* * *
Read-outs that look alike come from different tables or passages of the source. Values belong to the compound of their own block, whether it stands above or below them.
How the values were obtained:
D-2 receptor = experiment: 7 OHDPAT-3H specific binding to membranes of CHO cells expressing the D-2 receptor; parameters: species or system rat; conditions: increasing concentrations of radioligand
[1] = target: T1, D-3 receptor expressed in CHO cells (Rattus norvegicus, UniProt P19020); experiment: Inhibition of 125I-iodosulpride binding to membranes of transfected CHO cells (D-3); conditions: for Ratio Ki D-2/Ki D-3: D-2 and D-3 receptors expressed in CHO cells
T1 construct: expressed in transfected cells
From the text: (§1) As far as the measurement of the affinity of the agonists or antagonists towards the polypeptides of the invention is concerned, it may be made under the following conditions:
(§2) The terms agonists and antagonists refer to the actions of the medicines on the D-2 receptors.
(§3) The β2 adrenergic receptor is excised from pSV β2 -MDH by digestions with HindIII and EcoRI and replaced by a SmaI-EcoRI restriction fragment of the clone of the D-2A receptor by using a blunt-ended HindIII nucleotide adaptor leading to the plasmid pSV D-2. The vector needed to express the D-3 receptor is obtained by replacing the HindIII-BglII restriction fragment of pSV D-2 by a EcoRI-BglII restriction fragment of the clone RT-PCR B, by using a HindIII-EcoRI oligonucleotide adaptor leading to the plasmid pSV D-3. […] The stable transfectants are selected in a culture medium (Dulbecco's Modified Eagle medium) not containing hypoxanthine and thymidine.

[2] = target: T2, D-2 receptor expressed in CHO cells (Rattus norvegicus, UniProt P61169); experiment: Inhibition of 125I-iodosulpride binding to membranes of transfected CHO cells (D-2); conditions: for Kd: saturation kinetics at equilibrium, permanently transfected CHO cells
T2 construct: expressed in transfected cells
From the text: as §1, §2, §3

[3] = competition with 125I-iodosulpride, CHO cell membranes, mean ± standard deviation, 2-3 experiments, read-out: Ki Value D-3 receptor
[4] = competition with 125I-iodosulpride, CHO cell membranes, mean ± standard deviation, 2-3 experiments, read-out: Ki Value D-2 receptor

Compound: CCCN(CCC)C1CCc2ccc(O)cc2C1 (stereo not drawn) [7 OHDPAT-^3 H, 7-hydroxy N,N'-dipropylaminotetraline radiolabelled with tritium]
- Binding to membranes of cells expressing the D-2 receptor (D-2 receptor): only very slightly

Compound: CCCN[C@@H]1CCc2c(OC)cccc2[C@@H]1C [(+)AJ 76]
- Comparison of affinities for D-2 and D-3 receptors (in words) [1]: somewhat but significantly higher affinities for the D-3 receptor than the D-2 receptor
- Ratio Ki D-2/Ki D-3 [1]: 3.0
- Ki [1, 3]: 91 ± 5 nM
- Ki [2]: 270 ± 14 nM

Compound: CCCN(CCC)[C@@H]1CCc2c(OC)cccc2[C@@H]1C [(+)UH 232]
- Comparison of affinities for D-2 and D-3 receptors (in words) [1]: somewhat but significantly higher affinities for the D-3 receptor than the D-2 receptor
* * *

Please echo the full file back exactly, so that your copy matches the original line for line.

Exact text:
Read-outs that look alike come from different tables or passages of the source. Values belong to the compound of their own block, whether it stands above or below them.
How the values were obtained:
D-2 receptor = experiment: 7 OHDPAT-3H specific binding to membranes of CHO cells expressing the D-2 receptor; parameters: species or system rat; conditions: increasing concentrations of radioligand
[1] = target: T1, D-3 receptor expressed in CHO cells (Rattus norvegicus, UniProt P19020); experiment: Inhibition of 125I-iodosulpride binding to membranes of transfected CHO cells (D-3); conditions: for Ratio Ki D-2/Ki D-3: D-2 and D-3 receptors expressed in CHO cells
T1 construct: expressed in transfected cells
From the text: (§1) As far as the measurement of the affinity of the agonists or antagonists towards the polypeptides of the invention is concerned, it may be made under the following conditions:
(§2) The terms agonists and antagonists refer to the actions of the medicines on the D-2 receptors.
(§3) The β2 adrenergic receptor is excised from pSV β2 -MDH by digestions with HindIII and EcoRI and replaced by a SmaI-EcoRI restriction fragment of the clone of the D-2A receptor by using a blunt-ended HindIII nucleotide adaptor leading to the plasmid pSV D-2. The vector needed to express the D-3 receptor is obtained by replacing the HindIII-BglII restriction fragment of pSV D-2 by a EcoRI-BglII restriction fragment of the clone RT-PCR B, by using a HindIII-EcoRI oligonucleotide adaptor leading to the plasmid pSV D-3. […] The stable transfectants are selected in a culture medium (Dulbecco's Modified Eagle medium) not containing hypoxanthine and thymidine.

[2] = target: T2, D-2 receptor expressed in CHO cells (Rattus norvegicus, UniProt P61169); experiment: Inhibition of 125I-iodosulpride binding to membranes of transfected CHO cells (D-2); conditions: for Kd: saturation kinetics at equilibrium, permanently transfected CHO cells
T2 construct: expressed in transfected cells
From the text: as §1, §2, §3

[3] = competition with 125I-iodosulpride, CHO cell membranes, mean ± standard deviation, 2-3 experiments, read-out: Ki Value D-3 receptor
[4] = competition with 125I-iodosulpride, CHO cell membranes, mean ± standard deviation, 2-3 experiments, read-out: Ki Value D-2 receptor

Compound: CCCN(CCC)C1CCc2ccc(O)cc2C1 (stereo not drawn) [7 OHDPAT-^3 H, 7-hydroxy N,N'-dipropylaminotetraline radiolabelled with tritium]
- Binding to membranes of cells expressing the D-2 receptor (D-2 receptor): only very slightly

Compound: CCCN[C@@H]1CCc2c(OC)cccc2[C@@H]1C [(+)AJ 76]
- Comparison of affinities for D-2 and D-3 receptors (in words) [1]: somewhat but significantly higher affinities for the D-3 receptor than the D-2 receptor
- Ratio Ki D-2/Ki D-3 [1]: 3.0
- Ki [1, 3]: 91 ± 5 nM
- Ki [2]: 270 ± 14 nM

Compound: CCCN(CCC)[C@@H]1CCc2c(OC)cccc2[C@@H]1C [(+)UH 232]
- Comparison of affinities for D-2 and D-3 receptors (in words) [1]: somewhat but significantly higher affinities for the D-3 receptor than the D-2 receptor